Employees are becoming more adept and aggressive at asking for salary increases and job promotions these days.
Materials circulate online and via professional organizations that explain to employees exactly how to broach salary negotiations.
But, employers need advocates, as well. Especially if, for example, an employer is preparing for the difficult scenaraio of rejecting an employee’s request for a raise in pay.
January tends to be the month for year-end performance reviews. For firm administrators and managing partners, the following are a few tips for discussing performance-based and year-end raises. And how to refuse them.
Decide, performance review or review for a raise
Employees will expect conversations about a job well done during performance reviews to conclude in salary negotiations. However, sometimes job reviews are just that: a chance to discuss past successes, failures, and expectations for the future. No money involved.
Ensure your employees know the difference between these two conversations. If an employee believes your evaluation will lead to a possible bonus or raise, he or she will likely stay on the defensive about their work product.
Conversations are significantly less productive while one party is thinking, “ok, ok, so when are we getting to the part about money?!”
Instead, when you meet with a subordinate, explain, up front, the purpose of the conversation. Be clear so that neither party is uncomfortably on edge. If the conversation is a review about professional responsibilities, outline the steps necessary to receive a raise—if your firm offers them at all.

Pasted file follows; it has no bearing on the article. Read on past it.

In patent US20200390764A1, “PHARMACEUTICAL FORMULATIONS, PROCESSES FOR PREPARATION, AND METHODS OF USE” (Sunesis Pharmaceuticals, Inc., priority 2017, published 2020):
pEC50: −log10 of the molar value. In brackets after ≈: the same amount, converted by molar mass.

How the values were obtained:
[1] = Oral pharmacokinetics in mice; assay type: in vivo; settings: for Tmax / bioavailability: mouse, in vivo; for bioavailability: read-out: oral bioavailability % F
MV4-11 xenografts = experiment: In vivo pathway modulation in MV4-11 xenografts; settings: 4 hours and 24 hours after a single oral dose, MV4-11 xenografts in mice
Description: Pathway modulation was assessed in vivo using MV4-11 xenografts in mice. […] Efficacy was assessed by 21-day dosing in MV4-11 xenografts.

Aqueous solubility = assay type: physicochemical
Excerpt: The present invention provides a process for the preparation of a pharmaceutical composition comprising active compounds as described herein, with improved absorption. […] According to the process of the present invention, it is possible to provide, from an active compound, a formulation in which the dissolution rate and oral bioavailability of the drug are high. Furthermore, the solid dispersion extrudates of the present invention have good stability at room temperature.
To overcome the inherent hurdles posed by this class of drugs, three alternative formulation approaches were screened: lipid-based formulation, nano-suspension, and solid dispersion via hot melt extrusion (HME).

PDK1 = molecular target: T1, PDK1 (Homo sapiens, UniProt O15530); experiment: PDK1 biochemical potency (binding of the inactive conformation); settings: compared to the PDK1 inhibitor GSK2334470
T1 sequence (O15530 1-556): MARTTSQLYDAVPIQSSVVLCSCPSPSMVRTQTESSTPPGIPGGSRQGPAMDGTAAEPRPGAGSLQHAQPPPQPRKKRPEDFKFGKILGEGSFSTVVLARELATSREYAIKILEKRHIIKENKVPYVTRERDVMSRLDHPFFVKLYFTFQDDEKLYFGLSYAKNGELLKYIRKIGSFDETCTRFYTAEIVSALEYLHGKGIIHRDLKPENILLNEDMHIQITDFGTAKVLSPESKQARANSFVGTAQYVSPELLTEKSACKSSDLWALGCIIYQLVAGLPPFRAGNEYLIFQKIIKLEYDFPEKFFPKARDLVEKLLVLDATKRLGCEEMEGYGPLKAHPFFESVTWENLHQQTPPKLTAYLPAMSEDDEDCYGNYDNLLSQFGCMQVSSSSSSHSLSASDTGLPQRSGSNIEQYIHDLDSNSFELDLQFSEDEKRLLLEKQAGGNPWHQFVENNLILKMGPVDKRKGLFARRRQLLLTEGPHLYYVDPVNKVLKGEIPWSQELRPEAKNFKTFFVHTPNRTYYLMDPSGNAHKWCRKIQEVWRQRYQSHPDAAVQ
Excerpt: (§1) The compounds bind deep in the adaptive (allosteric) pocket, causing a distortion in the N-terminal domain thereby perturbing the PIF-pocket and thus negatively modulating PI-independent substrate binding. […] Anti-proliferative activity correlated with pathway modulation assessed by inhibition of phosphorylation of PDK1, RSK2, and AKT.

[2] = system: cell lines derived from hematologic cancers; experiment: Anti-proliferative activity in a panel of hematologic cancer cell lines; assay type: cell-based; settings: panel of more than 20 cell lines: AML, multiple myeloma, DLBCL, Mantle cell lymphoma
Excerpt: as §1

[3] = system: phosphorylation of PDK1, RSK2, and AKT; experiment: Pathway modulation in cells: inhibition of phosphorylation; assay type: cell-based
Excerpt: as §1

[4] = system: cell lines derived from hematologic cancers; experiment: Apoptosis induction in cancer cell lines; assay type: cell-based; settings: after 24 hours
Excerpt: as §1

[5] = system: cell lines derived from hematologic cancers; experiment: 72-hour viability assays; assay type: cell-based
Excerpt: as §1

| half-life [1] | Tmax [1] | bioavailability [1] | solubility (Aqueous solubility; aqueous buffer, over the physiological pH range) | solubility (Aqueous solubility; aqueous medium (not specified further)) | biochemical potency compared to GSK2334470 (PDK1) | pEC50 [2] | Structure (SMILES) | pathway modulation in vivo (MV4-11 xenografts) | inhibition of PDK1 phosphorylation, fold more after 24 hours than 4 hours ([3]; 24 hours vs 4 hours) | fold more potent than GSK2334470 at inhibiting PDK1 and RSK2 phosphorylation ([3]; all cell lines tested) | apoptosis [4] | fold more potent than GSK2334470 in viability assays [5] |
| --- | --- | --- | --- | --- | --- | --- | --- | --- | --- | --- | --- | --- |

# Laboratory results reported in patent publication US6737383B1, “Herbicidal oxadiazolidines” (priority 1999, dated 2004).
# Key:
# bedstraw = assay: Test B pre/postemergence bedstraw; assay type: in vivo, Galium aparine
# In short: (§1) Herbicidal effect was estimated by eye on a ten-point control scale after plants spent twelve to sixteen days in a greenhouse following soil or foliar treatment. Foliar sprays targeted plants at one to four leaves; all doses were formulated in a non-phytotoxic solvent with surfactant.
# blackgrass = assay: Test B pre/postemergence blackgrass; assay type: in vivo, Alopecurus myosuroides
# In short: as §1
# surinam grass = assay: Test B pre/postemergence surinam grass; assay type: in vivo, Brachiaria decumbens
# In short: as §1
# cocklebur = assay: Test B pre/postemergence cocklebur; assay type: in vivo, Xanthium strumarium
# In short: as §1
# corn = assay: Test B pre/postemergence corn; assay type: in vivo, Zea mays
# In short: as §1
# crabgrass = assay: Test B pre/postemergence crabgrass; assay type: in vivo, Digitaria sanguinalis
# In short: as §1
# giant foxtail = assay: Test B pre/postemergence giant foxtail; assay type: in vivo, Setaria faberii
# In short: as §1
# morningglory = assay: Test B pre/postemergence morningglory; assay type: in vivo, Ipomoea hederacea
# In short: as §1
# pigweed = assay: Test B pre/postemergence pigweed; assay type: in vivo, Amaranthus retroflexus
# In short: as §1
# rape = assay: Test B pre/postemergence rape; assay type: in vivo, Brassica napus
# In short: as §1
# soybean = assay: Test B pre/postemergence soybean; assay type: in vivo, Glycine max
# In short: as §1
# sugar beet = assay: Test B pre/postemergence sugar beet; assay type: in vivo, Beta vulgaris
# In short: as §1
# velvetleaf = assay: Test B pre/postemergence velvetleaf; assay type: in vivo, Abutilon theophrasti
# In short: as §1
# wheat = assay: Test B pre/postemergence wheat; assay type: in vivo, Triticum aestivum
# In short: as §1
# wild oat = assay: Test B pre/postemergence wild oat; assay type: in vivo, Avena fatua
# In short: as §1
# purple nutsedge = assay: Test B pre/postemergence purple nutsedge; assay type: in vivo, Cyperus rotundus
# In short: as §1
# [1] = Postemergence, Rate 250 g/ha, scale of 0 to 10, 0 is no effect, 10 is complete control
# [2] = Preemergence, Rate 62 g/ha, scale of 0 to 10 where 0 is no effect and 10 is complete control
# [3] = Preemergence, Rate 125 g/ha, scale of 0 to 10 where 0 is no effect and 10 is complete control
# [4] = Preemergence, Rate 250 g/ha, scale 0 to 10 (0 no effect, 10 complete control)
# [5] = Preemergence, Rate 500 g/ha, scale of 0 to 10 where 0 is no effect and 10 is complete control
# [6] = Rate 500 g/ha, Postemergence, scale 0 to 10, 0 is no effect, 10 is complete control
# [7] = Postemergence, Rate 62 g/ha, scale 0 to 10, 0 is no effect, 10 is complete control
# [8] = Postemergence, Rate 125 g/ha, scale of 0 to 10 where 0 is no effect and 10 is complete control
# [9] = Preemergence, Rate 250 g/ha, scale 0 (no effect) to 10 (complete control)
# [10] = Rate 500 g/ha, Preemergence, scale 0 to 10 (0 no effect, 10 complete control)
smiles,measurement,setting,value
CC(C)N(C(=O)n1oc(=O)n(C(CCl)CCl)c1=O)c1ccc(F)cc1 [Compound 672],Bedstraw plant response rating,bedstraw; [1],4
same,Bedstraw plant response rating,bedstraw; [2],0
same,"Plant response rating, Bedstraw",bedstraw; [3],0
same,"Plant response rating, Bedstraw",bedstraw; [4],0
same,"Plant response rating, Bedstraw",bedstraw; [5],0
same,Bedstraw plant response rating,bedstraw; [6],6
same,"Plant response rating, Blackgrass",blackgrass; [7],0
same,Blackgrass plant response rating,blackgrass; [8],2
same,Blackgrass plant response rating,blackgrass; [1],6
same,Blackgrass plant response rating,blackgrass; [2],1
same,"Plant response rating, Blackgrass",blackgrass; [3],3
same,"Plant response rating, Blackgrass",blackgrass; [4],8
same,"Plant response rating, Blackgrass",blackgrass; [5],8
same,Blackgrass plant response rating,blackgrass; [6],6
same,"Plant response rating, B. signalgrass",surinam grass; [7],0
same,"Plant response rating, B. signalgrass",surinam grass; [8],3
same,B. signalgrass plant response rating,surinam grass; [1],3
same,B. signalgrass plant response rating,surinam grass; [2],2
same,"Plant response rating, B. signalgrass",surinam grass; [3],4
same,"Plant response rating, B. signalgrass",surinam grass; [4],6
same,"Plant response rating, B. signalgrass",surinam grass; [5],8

If an employee is not receiving a raise or promotion, be specific about why.
Avoid vague statements, such as “it was a difficult decision,” “it was a tight year, financially,” or “this is not a reflection of the firm’s appreciation of your work.”
Generic refusals will only lead an employee to believe his or her employer is hiding something or playing favorites among associates.
Furthermore, if some employees receive a raise and others not, you can bet—despite policy against workplace gossip—the news will get out. It’s best to be specific about why Jane will advance in her career, but John will not.
When giving bad news, it’s tempting to cushion the blow. However, in a professional environment, this strategy tends to be lose-lose for the parties involved.
Answer the following questions honestly: What has your firm decided regarding raises this year? What were the deciding factors for giving them? How large was the budget?
It’s a difficult conversation, but your employees will appreciate hearing the details directly from you. And they will also respect your honest leadership approach.
Additionally, in the event there are specific performance deficiencies in an employee, it’s important to point them out so that the individual has the opportunity to improve.
Don’t forget, in any compensation conversation, both sides should feel heard. Listen actively to your employees and consider their position sincerely. Rejecting a request for a raise shouldn’t transform into resentment or disrespect by either party.